Family of UHDB colleague who passed away thank staff for exceptional care with mural tribute
The family of a UHDB colleague who passed away on Florence Nightingale Community Hospital's End of Life ward have visited the ward to see a poignant garden mural they helped fundraise for.
Ann Moran, secretary within Specialist Medicine at UHDB, sadly passed away two years ago. Her husband Phil and their son Stephen met with Ward 2 staff to thank them for the care they provided to Ann in her final weeks.
Ann was diagnosed with liver cirrhosis as a result of non-alcoholic fatty liver disease (NAFLD) and was cared for on the ward before she passed away in July 2021. Her family say she "loved the hospital" after joining the Trust in 2004, and they were grateful for the wonderful care she was given on Ward 2, after requesting to spend her final weeks there.
Her son Stephen said: "Mum's parting wish was to support the unit who cared for her tremendously in her final days, hours and minutes and when we found out about the mural and were invited to have something on there to remember mum by it felt like the perfect tribute."
The family donated after fundraising alongside the team on Ward 2.
Clare Hicklin, Sister on the ward, said the team received incredible support from colleagues and senior leaders at the Trust to help fundraise for the mural, and were blown away by the donation from Phil and Stephen in Ann's honour.
Clare said: "Ward 2 opened on 6 January 2020 and we recognised early on how lucky we were to have a garden and such a lovely open space. It became apparent how much patients and their families appreciated this and the joy and quality it brought to them by being able to spend time in the fresh air and outside space.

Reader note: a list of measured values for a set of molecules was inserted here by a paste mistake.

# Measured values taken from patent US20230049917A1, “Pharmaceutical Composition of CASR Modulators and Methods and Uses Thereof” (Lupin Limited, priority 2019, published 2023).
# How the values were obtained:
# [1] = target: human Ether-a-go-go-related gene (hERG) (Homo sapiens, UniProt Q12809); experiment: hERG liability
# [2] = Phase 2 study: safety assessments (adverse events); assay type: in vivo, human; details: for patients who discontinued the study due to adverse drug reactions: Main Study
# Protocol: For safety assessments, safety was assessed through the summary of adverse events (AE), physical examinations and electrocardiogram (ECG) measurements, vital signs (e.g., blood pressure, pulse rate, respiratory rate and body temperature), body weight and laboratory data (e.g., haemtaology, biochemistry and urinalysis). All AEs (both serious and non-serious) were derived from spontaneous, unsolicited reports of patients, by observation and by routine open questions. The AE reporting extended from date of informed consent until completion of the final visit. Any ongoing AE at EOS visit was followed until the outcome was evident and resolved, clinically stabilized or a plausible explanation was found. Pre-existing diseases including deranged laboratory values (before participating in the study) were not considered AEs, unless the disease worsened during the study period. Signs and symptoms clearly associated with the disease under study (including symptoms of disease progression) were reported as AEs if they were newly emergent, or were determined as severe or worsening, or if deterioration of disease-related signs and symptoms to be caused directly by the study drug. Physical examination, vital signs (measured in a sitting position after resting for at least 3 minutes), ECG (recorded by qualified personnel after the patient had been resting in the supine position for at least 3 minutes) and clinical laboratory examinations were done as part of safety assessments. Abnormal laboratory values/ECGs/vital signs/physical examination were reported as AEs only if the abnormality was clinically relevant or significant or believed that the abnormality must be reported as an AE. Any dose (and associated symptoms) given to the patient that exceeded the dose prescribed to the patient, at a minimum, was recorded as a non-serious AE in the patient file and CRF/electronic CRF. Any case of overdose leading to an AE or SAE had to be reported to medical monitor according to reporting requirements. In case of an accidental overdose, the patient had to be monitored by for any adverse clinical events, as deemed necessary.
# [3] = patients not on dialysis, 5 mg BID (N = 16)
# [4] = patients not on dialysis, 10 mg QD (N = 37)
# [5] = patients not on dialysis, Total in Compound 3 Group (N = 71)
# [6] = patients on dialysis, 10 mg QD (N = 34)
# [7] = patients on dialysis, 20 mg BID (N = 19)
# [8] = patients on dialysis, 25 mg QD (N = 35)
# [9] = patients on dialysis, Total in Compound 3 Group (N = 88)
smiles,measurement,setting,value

"We felt having a mural would continue to create a brightness to the garden and allow the patients to look at a nice picture when taken outside in their bed."
The team fundraised by taking part in a virtual bike ride of 985 miles from Lands End to John O Groats and were supported by families such as Phil and Stephen who donated a sum to change the ambience of the garden. The artwork was created by artist Adam Matkin and Clare said it was beautiful to watch.
She said: "The staff felt very proud of what they had achieved especially because the mural is personal to the staff, featuring animals that have meaning to them."
Ann retired from UHDB in April 2017 before returning to work 14 months later to re-join the medicine divisional management administration team at Royal Derby Hospital.
She fell ill in November 2020 and was later diagnosed with liver cirrhosis. and in her final weeks Ann requested to be moved to Florence Nightingale Community Hospital, where she could receive end of life care.
Stephen said: "The hospital was a huge part of her life. She loved the NHS and its people, so when she got poorly we knew she would be in safe hands. The care mum got on Ward 2 was brilliant and it was peace of mind for us. The staff were absolutely magnificent and me and dad both agree that we couldn’t think of a better place to spend our last moments."
During that difficult time Phil and Stephen agreed that one the biggest comforts they found from their time on the ward was the ward's very own garden.
Phil said: "We used to sit out there just to gather our thoughts and it is so lovely and calming. It is impossible to sleep when someone you love is dying, but just being able to sit out there and have a break was so valuable."
While Ann was being cared for on the ward, her loved ones were told about a planned mural for the garden and offered the chance to have a piece of art on there in honour of Ann.
Stephen said: "We chose to have a badger and a Red Admiral butterfly. On the day mum died there was a Red Admiral butterfly in the garden and in the weeks after one kept appearing. I didn’t realise until months later when I was looking at photos that there was a Red Admiral butterfly on mum's door behind her."
Talking about Ann, Stephen said his mum was an avid Derby County fan and season ticket holder, and was the glue that held their family together: "Mum was so well liked by friends and family and she was always helping someone. She did a lot for charities and was a beaver leader for years. She was just the best mum and allowing her to spend her final weeks here where she was comfortable was the best thing we could have done for her."